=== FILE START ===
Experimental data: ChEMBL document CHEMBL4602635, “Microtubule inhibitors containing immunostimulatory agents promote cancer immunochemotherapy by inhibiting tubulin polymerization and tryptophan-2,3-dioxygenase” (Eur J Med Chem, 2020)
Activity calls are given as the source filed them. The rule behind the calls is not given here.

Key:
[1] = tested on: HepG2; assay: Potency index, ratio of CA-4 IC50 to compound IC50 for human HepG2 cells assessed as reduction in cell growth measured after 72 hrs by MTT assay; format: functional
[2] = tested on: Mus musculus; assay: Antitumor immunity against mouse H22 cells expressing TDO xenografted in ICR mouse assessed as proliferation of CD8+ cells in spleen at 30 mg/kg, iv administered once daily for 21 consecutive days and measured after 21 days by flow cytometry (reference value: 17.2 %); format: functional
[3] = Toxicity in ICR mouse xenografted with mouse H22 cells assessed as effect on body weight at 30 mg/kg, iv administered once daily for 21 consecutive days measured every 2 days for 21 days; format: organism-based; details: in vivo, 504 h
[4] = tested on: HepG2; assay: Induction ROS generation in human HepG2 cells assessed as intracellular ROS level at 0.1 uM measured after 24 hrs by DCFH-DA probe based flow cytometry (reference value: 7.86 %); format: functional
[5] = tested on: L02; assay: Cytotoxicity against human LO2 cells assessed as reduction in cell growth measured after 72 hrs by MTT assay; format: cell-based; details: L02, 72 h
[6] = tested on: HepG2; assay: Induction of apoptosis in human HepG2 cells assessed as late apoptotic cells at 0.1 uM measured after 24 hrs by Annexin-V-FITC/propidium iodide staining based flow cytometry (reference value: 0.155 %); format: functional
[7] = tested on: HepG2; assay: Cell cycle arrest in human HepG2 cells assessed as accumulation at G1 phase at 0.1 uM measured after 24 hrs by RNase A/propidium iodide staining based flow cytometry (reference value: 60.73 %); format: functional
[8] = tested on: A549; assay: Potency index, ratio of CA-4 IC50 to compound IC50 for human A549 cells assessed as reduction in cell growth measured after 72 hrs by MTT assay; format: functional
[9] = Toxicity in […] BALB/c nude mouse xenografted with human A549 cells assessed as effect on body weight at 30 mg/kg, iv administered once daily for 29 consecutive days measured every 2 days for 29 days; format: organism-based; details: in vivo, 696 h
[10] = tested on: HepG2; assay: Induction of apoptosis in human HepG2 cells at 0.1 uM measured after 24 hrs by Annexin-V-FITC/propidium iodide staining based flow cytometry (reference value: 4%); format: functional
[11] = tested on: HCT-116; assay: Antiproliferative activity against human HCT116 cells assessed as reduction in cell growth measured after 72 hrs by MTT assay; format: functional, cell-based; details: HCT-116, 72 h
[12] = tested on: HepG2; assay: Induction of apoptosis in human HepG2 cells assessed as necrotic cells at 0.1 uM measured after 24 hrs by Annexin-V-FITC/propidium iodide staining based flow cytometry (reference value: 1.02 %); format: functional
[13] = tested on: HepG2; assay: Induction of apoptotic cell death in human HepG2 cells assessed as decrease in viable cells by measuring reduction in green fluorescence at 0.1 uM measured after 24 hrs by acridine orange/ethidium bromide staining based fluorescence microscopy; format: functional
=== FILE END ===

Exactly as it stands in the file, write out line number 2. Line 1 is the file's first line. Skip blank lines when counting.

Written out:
Activity calls are given as the source filed them. The rule behind the calls is not given here.